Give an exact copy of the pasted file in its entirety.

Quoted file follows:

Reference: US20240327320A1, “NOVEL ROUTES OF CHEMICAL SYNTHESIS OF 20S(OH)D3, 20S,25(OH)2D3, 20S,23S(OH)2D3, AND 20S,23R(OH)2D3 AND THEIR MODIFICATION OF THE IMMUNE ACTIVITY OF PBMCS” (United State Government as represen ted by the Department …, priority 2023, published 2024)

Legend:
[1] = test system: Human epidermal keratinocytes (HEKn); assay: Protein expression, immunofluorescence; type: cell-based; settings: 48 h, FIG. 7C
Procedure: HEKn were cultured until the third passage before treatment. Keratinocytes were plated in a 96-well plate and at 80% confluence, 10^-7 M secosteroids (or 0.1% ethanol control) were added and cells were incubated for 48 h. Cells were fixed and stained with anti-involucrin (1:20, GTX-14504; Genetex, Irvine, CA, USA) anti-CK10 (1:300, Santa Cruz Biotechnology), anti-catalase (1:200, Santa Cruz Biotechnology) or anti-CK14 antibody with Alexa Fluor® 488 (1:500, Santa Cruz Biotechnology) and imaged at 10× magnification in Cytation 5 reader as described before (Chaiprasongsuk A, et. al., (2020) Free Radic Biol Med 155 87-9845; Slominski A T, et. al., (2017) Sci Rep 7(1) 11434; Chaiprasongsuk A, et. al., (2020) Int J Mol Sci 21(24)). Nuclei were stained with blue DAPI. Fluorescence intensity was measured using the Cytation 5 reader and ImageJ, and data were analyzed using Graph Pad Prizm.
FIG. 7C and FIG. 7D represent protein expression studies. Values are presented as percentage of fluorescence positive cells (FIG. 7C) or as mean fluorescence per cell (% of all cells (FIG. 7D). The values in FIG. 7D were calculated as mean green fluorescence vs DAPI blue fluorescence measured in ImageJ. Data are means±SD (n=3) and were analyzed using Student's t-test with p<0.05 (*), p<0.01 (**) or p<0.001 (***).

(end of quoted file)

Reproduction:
Reference: US20240327320A1, “NOVEL ROUTES OF CHEMICAL SYNTHESIS OF 20S(OH)D3, 20S,25(OH)2D3, 20S,23S(OH)2D3, AND 20S,23R(OH)2D3 AND THEIR MODIFICATION OF THE IMMUNE ACTIVITY OF PBMCS” (United State Government as represen ted by the Department …, priority 2023, published 2024)

Legend:
[1] = test system: Human epidermal keratinocytes (HEKn); assay: Protein expression, immunofluorescence; type: cell-based; settings: 48 h, FIG. 7C
Procedure: HEKn were cultured until the third passage before treatment. Keratinocytes were plated in a 96-well plate and at 80% confluence, 10^-7 M secosteroids (or 0.1% ethanol control) were added and cells were incubated for 48 h. Cells were fixed and stained with anti-involucrin (1:20, GTX-14504; Genetex, Irvine, CA, USA) anti-CK10 (1:300, Santa Cruz Biotechnology), anti-catalase (1:200, Santa Cruz Biotechnology) or anti-CK14 antibody with Alexa Fluor® 488 (1:500, Santa Cruz Biotechnology) and imaged at 10× magnification in Cytation 5 reader as described before (Chaiprasongsuk A, et. al., (2020) Free Radic Biol Med 155 87-9845; Slominski A T, et. al., (2017) Sci Rep 7(1) 11434; Chaiprasongsuk A, et. al., (2020) Int J Mol Sci 21(24)). Nuclei were stained with blue DAPI. Fluorescence intensity was measured using the Cytation 5 reader and ImageJ, and data were analyzed using Graph Pad Prizm.
FIG. 7C and FIG. 7D represent protein expression studies. Values are presented as percentage of fluorescence positive cells (FIG. 7C) or as mean fluorescence per cell (% of all cells (FIG. 7D). The values in FIG. 7D were calculated as mean green fluorescence vs DAPI blue fluorescence measured in ImageJ. Data are means±SD (n=3) and were analyzed using Student's t-test with p<0.05 (*), p<0.01 (**) or p<0.001 (***).